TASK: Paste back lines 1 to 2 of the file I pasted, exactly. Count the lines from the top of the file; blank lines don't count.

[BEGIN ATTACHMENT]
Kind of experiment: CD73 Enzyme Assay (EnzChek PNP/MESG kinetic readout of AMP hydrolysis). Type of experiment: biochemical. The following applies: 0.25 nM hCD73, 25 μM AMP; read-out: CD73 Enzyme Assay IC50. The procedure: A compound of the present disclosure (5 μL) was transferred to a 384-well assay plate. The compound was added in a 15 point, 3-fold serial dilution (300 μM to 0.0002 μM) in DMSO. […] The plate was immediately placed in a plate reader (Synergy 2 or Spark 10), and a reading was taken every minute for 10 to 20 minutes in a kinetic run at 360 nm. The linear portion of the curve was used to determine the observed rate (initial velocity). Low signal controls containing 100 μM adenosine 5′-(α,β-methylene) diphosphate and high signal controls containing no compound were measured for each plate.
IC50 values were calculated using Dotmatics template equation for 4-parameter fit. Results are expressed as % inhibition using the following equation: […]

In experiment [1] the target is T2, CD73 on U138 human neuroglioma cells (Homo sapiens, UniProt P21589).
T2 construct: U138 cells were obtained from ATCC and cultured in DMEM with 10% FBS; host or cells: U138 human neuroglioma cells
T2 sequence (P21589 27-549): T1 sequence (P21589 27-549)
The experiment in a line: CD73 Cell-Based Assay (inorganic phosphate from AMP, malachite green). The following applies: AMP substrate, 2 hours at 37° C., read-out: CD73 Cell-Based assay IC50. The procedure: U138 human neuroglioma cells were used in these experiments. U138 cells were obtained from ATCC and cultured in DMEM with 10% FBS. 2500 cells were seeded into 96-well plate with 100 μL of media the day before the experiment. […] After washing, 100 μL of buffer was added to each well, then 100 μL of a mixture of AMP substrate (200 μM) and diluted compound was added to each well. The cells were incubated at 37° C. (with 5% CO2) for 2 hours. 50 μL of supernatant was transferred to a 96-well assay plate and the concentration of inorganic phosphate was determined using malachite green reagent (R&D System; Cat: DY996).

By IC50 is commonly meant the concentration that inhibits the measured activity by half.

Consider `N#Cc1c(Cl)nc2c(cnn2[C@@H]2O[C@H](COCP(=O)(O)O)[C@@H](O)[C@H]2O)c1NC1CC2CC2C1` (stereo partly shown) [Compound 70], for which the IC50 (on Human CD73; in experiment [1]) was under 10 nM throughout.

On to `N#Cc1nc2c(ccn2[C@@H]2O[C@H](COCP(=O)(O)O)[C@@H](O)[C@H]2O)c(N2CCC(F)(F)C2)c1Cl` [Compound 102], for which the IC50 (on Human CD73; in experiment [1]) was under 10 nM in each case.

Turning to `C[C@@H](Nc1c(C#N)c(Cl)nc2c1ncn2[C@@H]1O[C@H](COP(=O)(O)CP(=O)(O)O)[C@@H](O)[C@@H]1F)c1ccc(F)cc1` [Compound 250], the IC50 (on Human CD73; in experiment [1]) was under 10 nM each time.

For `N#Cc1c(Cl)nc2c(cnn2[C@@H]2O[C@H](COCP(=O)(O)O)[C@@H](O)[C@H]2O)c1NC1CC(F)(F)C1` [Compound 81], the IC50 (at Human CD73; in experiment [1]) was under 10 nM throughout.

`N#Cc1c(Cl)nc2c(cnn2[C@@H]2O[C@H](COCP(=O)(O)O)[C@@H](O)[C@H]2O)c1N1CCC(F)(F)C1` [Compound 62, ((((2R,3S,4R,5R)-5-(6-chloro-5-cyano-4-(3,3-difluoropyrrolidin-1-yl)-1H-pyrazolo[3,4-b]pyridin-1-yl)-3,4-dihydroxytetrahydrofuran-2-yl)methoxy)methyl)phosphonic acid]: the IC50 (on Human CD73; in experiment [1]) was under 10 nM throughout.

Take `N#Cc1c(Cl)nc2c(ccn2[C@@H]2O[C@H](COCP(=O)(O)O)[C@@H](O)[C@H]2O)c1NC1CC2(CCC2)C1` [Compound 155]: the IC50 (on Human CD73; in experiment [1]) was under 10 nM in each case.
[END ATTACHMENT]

Kind of experiment: CD73 Enzyme Assay (EnzChek PNP/MESG kinetic readout of AMP hydrolysis). Type of experiment: biochemical. The following applies: 0.25 nM hCD73, 25 μM AMP; read-out: CD73 Enzyme Assay IC50. The procedure: A compound of the present disclosure (5 μL) was transferred to a 384-well assay plate. The compound was added in a 15 point, 3-fold serial dilution (300 μM to 0.0002 μM) in DMSO. […] The plate was immediately placed in a plate reader (Synergy 2 or Spark 10), and a reading was taken every minute for 10 to 20 minutes in a kinetic run at 360 nm. The linear portion of the curve was used to determine the observed rate (initial velocity). Low signal controls containing 100 μM adenosine 5′-(α,β-methylene) diphosphate and high signal controls containing no compound were measured for each plate.
IC50 values were calculated using Dotmatics template equation for 4-parameter fit. Results are expressed as % inhibition using the following equation: […]